Summer research comes to an end!

This is the final post of the summer but definitely not the end of this project! Summer totals leave me with 24 fields completed in GIS and I hope to analyze 40 in total. Also, I have 4 fields in both resolutions to test the 10m DEMs and I would like to have 10 total as the larger the sample size, the more reliable the results. We have ground-truthed only 2 fields, it being a very time consuming process and I would like to have the in-field data for at least 5 more fields. I will work on getting this information in September when the weather is gentler and the forest slightly less vegetated. The past few days have been spent writing up the methods I used this summer to get a head start on my thesis and working with the LIDAR data on James City County fields.

The LIDAR dataset for the Coastal counties was very large and had to be extracted by a GIS shapefile of just James City County. Once the computer had finished the extraction I was able to clip the county file by rectangles drawn around each field of study. When I return to school after a short break I will work on analyzing about 7 more fields in the county and hopefully include a few of them in my ground-truthing data. I also plan to use the LIDAR on Mathews County fields to complete my goal of 40 fields total.

Results thus far show concentration of flow to be occurring on all fields, with varying intensities and frequencies. However, I have seen a great deal of flow entering fields adding to flow accumulations at points which exit the field. This creates points on the field margin which drain an area that is larger than the actual field size! This is very important because high flow means channel formation. When taking only the total drainage into account the top 10 points on each field are responsible for 66%-91% of the drainage! Ground truthing has shown that approximately 90% of these predicted high flow/channel locations are correct and the flow values match well with the evidence of surface flow we have seen. There is still a lot to be done but already we see that our hypothesis is true on the fields we’ve analyzed so far.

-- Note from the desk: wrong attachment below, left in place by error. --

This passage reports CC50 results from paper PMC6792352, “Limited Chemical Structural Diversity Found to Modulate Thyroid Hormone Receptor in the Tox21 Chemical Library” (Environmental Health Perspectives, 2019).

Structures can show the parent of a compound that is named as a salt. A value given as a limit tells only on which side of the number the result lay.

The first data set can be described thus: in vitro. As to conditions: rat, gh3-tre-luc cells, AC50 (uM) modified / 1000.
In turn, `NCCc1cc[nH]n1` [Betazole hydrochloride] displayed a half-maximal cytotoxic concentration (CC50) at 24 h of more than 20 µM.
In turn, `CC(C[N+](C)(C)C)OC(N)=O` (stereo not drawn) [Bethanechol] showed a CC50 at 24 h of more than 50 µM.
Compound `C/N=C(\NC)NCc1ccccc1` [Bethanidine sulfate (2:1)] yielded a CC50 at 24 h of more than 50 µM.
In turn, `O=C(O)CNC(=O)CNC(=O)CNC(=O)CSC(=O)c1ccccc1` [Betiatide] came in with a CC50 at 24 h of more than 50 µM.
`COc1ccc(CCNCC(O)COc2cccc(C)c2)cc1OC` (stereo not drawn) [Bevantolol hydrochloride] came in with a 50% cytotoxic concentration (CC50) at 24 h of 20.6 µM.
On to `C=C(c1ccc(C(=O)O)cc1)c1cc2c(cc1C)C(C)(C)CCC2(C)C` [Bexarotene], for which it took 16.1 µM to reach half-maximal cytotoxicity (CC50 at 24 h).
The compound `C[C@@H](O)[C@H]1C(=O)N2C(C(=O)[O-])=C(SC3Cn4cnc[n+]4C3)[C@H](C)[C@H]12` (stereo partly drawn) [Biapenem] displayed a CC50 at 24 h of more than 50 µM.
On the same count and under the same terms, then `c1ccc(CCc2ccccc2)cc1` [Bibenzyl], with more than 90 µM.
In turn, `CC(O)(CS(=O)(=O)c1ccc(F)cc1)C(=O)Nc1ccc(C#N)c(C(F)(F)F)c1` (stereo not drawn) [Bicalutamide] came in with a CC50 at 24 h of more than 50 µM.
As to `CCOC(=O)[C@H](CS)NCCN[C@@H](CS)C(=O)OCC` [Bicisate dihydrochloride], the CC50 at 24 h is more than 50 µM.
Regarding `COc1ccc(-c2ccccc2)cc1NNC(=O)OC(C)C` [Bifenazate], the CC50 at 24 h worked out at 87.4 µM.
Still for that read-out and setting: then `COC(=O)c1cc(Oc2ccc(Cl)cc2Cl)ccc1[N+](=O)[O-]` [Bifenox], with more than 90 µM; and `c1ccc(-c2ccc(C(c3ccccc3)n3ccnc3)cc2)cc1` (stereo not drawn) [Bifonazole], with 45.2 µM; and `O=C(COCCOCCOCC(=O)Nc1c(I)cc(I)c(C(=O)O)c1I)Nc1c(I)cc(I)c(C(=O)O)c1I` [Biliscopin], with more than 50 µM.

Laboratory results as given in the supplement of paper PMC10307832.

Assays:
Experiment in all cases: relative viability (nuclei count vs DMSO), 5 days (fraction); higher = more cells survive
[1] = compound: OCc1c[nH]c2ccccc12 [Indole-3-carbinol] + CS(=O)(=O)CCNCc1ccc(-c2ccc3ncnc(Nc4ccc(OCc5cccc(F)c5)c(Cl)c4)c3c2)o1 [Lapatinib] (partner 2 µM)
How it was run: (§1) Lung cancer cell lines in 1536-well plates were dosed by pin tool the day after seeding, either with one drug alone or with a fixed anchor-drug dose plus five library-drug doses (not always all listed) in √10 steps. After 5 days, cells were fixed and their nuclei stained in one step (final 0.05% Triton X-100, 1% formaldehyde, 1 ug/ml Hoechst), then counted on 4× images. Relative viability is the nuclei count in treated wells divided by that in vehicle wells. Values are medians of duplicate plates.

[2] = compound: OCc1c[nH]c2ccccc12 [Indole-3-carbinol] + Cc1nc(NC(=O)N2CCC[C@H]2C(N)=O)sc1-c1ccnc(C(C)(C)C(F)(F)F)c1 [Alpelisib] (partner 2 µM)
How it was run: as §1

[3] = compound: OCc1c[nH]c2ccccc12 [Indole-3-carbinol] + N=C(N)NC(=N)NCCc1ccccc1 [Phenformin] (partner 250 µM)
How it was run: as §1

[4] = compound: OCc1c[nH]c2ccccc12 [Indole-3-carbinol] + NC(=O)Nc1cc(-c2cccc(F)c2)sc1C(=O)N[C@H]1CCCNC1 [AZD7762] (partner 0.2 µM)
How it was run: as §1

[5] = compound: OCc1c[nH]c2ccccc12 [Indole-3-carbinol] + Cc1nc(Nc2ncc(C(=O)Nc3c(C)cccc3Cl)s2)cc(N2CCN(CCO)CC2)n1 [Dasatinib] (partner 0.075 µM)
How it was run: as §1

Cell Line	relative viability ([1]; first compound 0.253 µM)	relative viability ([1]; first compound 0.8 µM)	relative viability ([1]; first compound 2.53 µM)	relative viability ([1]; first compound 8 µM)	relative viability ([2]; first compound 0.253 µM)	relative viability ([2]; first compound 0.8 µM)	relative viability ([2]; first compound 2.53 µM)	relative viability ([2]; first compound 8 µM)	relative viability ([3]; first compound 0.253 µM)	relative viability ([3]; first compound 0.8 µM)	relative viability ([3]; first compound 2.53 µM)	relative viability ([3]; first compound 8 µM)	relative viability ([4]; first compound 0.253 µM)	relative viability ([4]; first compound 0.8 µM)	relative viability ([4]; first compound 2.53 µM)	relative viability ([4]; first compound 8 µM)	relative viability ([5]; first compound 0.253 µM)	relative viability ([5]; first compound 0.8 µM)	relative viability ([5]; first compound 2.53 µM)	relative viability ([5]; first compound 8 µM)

The summer was very productive and I am well on my way to a great thesis! I couldn’t have done it without the support of my professors, my teammates, the Charles Center and the Girton and Bright Families scholarship! I also owe a big thanks to the wonderful farmers and landowners in Charles City County who have agreed to allow me to walk their fields testing my data, the project would not be able to happen without their cooperation.


  1. It is amazing how much information you can determine about a site using just GIS.